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Lieutenant Governor Visits Mauna Kea Protesters


Updated: July 22, 4:30 p.m.

State officials estimated the crowd on Monday stood at 1,500 people at the site of the protest against the planned Thirty Meter Telescope. There were no arrests.

Officials said when informed by law enforcement officers about alcohol and marijuana use at the site last week, protest leaders said they would patrol the area and ask violators to leave. "Those efforts were successful as officers say there is no longer evidence of alcohol and marijuana use," the state said in a media news release.

Also, those climbing the volcanic cone at Pu?u Huluhulu were advised to take precautions to prevent the spread of Rapid Ohia Death. 

Updated: July 22, 4:16 p.m.

Fifty-six Honolulu police officers were sent to the Big Island to help with law enforcement at the Mauna Kea TMT protest, a police department spokeswoman said Monday. The number was provided to media representatives after City Councilman Ron Menor asked for information on the deployment in a letter to Police Chief Susan Ballard dated Monday.

Menor asked why HPD officers were used and not state personnel since the TMT project is under state jursidiction and located on Hawaii Island. He also asked for information on the officers' travel and salaries and who would be responsible for the costs.

"The diversion of HPD personnel and resources off island is a serious concern where adequate police protection for communities on this island should be the top priority for HPD," Menor said. He cited a KITV report that said suspects in a Kalihi burglary could not be arrested because a HPD detective assigned to the case had gone to the Big Island.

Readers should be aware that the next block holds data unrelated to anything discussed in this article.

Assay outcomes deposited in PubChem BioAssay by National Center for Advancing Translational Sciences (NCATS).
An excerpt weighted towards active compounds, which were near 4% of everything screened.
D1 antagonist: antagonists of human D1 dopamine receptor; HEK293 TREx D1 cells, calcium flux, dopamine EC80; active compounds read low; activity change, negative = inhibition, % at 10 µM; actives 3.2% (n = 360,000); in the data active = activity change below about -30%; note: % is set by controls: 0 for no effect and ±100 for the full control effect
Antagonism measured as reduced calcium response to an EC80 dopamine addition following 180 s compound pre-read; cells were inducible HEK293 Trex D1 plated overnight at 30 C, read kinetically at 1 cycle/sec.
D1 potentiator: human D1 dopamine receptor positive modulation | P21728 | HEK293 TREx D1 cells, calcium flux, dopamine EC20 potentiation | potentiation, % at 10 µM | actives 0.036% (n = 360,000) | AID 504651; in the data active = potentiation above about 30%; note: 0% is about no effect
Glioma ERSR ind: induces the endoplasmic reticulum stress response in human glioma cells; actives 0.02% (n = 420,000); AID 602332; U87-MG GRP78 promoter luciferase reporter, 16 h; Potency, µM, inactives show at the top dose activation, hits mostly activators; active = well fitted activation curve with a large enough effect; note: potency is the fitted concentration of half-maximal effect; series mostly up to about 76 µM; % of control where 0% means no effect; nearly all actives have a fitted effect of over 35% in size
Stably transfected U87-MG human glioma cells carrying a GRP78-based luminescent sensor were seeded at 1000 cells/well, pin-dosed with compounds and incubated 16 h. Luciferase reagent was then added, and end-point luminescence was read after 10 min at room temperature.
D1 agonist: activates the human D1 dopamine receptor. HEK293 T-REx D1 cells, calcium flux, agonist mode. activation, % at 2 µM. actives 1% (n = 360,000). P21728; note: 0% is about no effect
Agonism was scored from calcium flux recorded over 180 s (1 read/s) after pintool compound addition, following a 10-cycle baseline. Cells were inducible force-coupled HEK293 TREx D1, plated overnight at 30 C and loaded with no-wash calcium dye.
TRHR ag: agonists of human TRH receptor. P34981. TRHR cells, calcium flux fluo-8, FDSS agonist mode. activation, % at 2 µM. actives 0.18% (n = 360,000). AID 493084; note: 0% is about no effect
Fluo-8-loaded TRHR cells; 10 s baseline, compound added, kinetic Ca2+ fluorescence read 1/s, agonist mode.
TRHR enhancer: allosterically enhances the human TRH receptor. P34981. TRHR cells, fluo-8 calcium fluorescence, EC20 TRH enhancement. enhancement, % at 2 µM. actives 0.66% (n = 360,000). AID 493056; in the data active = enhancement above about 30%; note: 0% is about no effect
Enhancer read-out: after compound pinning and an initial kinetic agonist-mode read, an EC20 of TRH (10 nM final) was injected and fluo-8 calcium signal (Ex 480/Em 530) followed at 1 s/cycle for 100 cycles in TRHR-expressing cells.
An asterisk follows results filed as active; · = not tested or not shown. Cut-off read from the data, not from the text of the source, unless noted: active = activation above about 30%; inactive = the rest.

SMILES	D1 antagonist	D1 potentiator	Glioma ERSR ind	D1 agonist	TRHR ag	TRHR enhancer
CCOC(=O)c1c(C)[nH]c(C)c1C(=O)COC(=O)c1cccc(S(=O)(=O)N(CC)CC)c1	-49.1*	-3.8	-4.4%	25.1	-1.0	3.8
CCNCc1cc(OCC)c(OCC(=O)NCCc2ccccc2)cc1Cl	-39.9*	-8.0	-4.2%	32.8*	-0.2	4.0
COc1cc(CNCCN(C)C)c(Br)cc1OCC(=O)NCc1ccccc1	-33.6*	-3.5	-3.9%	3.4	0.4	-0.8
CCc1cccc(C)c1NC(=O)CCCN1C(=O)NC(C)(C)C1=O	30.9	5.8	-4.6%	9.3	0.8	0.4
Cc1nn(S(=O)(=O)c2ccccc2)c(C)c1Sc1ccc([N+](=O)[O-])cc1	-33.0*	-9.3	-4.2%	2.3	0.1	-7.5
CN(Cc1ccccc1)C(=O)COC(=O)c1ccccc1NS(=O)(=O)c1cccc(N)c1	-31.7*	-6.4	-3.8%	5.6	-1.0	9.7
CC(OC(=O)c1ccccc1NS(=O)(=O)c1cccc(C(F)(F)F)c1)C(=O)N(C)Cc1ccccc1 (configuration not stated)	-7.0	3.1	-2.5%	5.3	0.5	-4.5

The request for HPD assistance came from the Hawaii Island police department, HPD spokeswoman Sarah Yoro said in an email. The 56 officers were assigned to keep roadways clear for movement of construction equipment and vehicles. The HPD officers will return Monday and Tuesday.

HPD will pay for their salaries and other expenses, including overtime and airfare, and "will be reimbursed by the Attorney General's office," acccording to Yoro.

"The four county police departments have a long history of joint missions and interagency assistance," she stated.

Updated: July 22, 11:24 a.m.

About 1,000 people continue to protest the planned Thirty Meter Telescope near the intersection of Daniel K. Inouye and Mauna Kea Access Road, state officials said Monday. Officials also gave more details about reports of drugs and alcohol use at the site, which protest leaders have denied.

At a Friday press conference, Gov. David Ige charged the protest leaders have not been able to control the behavior of the protesters, hundreds of whom have gathered to demonstrate against the telescope. He said some have used drugs and alcohol.

Protest leader Kaho?okahi Kanuha called the governor?s statement "lies" and vowed to continue to oppose the telescope?s construction.

During a Monday morning media teleconference, state spokesman Dan Dennison said law enforcement officers had observed people drinking beer and smelled marijuana last week. He said over the last few days, there have been no more reports of drugs or alcohol use.

Meanwhile, Hawaii Lt. Gov. Josh Green met Monday morning with leaders of the eight-day protest against the planned Thirty Meter Telescope on Mauna Kea.

Appearing on island TV news stations, Green said he came to the mountain to "listen and respect people." Green, an emergency room physician, told Hawaii News Now that he had treated protesters for exhausion at Kohala Hospital. He called their condition "spiritual exhaustion."

He also treated one person with a severe heart problem.

Green said he visited the scene of the protest to make sure people were alright rather than to make a political statement.

But his comments suggested a rebuke of Gov. David Ige, who has not visited the protesters since their latest demonstration began July 15, this despite a visit to Hawaii Island on Friday.

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